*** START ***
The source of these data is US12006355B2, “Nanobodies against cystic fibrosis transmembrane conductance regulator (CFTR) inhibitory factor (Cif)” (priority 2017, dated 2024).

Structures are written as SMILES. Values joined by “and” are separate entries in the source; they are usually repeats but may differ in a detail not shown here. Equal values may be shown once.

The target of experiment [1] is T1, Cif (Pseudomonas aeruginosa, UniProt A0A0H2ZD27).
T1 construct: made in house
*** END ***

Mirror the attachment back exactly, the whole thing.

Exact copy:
The source of these data is US12006355B2, “Nanobodies against cystic fibrosis transmembrane conductance regulator (CFTR) inhibitory factor (Cif)” (priority 2017, dated 2024).

Structures are written as SMILES. Values joined by “and” are separate entries in the source; they are usually repeats but may differ in a detail not shown here. Equal values may be shown once.

The target of experiment [1] is T1, Cif (Pseudomonas aeruginosa, UniProt A0A0H2ZD27).
T1 construct: made in house